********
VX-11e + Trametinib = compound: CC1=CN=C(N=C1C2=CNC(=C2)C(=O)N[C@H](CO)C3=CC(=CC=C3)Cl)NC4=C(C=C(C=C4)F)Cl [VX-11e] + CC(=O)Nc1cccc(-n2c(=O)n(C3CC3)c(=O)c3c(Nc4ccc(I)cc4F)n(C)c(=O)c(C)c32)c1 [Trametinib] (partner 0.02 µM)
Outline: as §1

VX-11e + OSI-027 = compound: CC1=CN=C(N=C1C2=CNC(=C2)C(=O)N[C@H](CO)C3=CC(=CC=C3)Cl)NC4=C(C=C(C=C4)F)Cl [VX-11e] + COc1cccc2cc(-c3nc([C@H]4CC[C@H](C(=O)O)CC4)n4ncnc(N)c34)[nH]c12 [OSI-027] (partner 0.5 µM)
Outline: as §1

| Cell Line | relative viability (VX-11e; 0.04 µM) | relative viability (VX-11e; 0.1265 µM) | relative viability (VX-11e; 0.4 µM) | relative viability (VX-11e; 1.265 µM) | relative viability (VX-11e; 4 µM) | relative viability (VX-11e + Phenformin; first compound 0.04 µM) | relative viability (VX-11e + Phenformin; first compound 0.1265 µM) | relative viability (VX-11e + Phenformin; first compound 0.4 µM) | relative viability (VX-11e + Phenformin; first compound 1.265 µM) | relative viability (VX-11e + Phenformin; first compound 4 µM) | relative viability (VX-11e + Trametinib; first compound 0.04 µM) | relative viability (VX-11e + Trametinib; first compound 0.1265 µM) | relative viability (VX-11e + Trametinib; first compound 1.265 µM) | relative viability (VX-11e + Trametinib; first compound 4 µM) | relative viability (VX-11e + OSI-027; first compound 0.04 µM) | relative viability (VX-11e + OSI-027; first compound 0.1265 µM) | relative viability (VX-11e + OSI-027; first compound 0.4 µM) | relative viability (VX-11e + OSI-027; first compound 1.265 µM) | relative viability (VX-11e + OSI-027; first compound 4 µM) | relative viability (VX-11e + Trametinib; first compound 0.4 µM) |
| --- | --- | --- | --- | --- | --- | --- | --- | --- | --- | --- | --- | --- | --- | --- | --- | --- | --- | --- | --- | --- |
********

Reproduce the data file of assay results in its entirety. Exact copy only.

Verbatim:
VX-11e + Trametinib = compound: CC1=CN=C(N=C1C2=CNC(=C2)C(=O)N[C@H](CO)C3=CC(=CC=C3)Cl)NC4=C(C=C(C=C4)F)Cl [VX-11e] + CC(=O)Nc1cccc(-n2c(=O)n(C3CC3)c(=O)c3c(Nc4ccc(I)cc4F)n(C)c(=O)c(C)c32)c1 [Trametinib] (partner 0.02 µM)
Outline: as §1

VX-11e + OSI-027 = compound: CC1=CN=C(N=C1C2=CNC(=C2)C(=O)N[C@H](CO)C3=CC(=CC=C3)Cl)NC4=C(C=C(C=C4)F)Cl [VX-11e] + COc1cccc2cc(-c3nc([C@H]4CC[C@H](C(=O)O)CC4)n4ncnc(N)c34)[nH]c12 [OSI-027] (partner 0.5 µM)
Outline: as §1

| Cell Line | relative viability (VX-11e; 0.04 µM) | relative viability (VX-11e; 0.1265 µM) | relative viability (VX-11e; 0.4 µM) | relative viability (VX-11e; 1.265 µM) | relative viability (VX-11e; 4 µM) | relative viability (VX-11e + Phenformin; first compound 0.04 µM) | relative viability (VX-11e + Phenformin; first compound 0.1265 µM) | relative viability (VX-11e + Phenformin; first compound 0.4 µM) | relative viability (VX-11e + Phenformin; first compound 1.265 µM) | relative viability (VX-11e + Phenformin; first compound 4 µM) | relative viability (VX-11e + Trametinib; first compound 0.04 µM) | relative viability (VX-11e + Trametinib; first compound 0.1265 µM) | relative viability (VX-11e + Trametinib; first compound 1.265 µM) | relative viability (VX-11e + Trametinib; first compound 4 µM) | relative viability (VX-11e + OSI-027; first compound 0.04 µM) | relative viability (VX-11e + OSI-027; first compound 0.1265 µM) | relative viability (VX-11e + OSI-027; first compound 0.4 µM) | relative viability (VX-11e + OSI-027; first compound 1.265 µM) | relative viability (VX-11e + OSI-027; first compound 4 µM) | relative viability (VX-11e + Trametinib; first compound 0.4 µM) |
| --- | --- | --- | --- | --- | --- | --- | --- | --- | --- | --- | --- | --- | --- | --- | --- | --- | --- | --- | --- | --- |